This section of tape also highlighted Natasha’s “Top 10 Interventions” (I actually counted a few more I’ll include here for you):
1) “What are you experiencing physically?”
2) “This touches something;”
3) “Stay with it;”
4) “I see feeling coming up;”
5) “What do you notice;”
6) Where do you feel it?”
7) “Just notice…what do you notice?”
8) “Where do you feel it physically? Just notice.”
9) “Something shifted.”
10) “Just stay with that.”
11) “Let it be.”
12) What’s that feeling inside/what’s happening inside?”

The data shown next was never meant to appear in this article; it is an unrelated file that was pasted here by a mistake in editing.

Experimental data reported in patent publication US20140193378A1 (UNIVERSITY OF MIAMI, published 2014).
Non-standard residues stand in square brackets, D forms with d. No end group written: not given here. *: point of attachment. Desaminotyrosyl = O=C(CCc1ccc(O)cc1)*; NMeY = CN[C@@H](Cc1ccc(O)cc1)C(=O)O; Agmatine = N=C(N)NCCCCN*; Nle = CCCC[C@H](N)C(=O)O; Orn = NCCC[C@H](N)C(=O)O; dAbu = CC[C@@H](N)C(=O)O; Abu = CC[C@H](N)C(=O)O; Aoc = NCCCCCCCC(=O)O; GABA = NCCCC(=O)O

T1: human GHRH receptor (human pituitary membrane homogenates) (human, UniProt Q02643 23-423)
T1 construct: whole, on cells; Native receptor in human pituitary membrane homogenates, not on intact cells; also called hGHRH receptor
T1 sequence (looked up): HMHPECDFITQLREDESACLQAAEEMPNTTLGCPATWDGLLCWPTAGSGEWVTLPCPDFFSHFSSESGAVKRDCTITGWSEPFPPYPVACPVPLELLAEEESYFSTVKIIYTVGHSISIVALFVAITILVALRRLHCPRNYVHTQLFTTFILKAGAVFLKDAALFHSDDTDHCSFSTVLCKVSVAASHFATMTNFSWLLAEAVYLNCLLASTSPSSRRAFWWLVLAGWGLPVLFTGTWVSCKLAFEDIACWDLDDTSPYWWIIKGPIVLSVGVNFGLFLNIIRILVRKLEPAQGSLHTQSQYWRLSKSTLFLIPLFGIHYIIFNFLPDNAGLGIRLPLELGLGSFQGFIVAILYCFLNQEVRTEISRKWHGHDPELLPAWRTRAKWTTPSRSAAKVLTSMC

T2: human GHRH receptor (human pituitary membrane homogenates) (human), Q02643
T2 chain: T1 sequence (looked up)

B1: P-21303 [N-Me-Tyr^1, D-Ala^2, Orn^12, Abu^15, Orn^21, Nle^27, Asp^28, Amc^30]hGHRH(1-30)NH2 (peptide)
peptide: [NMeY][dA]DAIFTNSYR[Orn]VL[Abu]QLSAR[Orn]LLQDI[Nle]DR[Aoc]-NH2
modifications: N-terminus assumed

13) “Let’s look at that together.”

Natasha then transitioned to showing her work with a middle-aged man. At the time of the sessions we viewed, she had been working with him twice a week for approximately two years. When he began treatment he had severe depression accompanied by suicidal ideation.  The series of clips we saw highlighted the importance of privileging the positive and deepening into experiences of good feelings that we and our clients too often rush past to focus on what is not going well. They also showed the brilliance and healing that can emerge as a result of simple statements encouraging the client to stay with their experience, including the loving support of their therapist, as they engage on the therapeutic journey together.